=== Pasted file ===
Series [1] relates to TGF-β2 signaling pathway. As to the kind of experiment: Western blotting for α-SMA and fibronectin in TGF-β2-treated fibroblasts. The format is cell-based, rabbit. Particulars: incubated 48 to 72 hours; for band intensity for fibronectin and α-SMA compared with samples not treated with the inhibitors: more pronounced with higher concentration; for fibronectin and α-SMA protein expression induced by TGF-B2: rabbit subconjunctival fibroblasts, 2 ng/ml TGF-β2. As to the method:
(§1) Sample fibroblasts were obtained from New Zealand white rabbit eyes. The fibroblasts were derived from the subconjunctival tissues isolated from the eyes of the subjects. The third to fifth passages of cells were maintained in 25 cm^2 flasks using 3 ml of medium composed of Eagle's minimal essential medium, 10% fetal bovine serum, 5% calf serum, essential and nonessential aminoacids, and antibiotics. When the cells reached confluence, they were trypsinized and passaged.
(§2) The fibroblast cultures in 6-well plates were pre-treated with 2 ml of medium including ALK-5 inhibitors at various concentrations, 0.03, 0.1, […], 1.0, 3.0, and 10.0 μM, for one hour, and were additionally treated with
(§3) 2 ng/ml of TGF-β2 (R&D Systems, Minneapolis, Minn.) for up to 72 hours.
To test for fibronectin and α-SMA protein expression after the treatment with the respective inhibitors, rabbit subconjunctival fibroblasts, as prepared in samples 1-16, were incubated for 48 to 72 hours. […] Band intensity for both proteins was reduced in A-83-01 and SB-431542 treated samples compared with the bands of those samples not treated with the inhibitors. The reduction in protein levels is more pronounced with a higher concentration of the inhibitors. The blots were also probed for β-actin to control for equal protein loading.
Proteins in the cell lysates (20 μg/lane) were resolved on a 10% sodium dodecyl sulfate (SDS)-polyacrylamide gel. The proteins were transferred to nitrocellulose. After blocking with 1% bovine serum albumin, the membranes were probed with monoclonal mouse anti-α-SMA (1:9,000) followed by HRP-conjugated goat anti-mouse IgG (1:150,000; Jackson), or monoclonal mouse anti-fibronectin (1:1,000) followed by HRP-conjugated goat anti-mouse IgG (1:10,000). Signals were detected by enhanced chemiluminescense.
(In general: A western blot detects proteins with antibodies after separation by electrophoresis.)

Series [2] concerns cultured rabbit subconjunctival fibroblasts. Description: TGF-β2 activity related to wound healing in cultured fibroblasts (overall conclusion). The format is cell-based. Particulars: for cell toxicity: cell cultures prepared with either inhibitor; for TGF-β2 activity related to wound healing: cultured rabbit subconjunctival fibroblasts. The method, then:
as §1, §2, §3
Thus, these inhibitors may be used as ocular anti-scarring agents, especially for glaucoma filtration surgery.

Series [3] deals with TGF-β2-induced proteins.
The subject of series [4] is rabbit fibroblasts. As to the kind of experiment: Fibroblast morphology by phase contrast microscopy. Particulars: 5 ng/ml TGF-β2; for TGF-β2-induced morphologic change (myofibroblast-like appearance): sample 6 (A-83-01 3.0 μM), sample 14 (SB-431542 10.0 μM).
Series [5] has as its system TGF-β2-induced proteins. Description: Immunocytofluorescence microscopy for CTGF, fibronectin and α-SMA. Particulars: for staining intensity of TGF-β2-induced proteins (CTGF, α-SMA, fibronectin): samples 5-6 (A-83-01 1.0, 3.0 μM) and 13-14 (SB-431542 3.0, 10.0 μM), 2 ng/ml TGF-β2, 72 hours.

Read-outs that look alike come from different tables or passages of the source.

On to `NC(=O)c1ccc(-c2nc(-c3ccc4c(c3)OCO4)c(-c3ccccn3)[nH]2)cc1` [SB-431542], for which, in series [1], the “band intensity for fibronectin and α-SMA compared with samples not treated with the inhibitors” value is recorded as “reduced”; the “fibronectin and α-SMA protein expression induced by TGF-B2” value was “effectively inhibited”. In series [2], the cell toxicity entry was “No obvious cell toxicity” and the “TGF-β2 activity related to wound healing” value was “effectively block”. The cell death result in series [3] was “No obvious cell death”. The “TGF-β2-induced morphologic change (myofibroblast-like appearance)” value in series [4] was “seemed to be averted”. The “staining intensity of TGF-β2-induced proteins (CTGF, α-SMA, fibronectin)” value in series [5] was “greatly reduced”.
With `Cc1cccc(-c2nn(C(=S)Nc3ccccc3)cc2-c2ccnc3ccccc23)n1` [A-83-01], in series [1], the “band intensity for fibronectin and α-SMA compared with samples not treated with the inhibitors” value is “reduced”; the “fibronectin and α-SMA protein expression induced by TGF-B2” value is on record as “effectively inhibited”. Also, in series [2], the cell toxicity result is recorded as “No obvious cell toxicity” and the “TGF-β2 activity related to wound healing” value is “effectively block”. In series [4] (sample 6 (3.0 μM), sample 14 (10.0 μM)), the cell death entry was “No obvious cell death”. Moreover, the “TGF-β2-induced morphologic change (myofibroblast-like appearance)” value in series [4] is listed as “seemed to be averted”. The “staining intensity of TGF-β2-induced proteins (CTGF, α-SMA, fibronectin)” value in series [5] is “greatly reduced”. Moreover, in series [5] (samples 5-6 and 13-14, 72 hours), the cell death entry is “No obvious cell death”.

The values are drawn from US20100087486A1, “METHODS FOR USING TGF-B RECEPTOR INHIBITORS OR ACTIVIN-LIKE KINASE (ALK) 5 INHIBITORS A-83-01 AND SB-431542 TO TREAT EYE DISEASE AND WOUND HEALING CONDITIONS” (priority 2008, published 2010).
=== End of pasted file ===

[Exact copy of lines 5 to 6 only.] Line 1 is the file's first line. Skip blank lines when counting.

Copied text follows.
To test for fibronectin and α-SMA protein expression after the treatment with the respective inhibitors, rabbit subconjunctival fibroblasts, as prepared in samples 1-16, were incubated for 48 to 72 hours. […] Band intensity for both proteins was reduced in A-83-01 and SB-431542 treated samples compared with the bands of those samples not treated with the inhibitors. The reduction in protein levels is more pronounced with a higher concentration of the inhibitors. The blots were also probed for β-actin to control for equal protein loading.
Proteins in the cell lysates (20 μg/lane) were resolved on a 10% sodium dodecyl sulfate (SDS)-polyacrylamide gel. The proteins were transferred to nitrocellulose. After blocking with 1% bovine serum albumin, the membranes were probed with monoclonal mouse anti-α-SMA (1:9,000) followed by HRP-conjugated goat anti-mouse IgG (1:150,000; Jackson), or monoclonal mouse anti-fibronectin (1:1,000) followed by HRP-conjugated goat anti-mouse IgG (1:10,000). Signals were detected by enhanced chemiluminescense.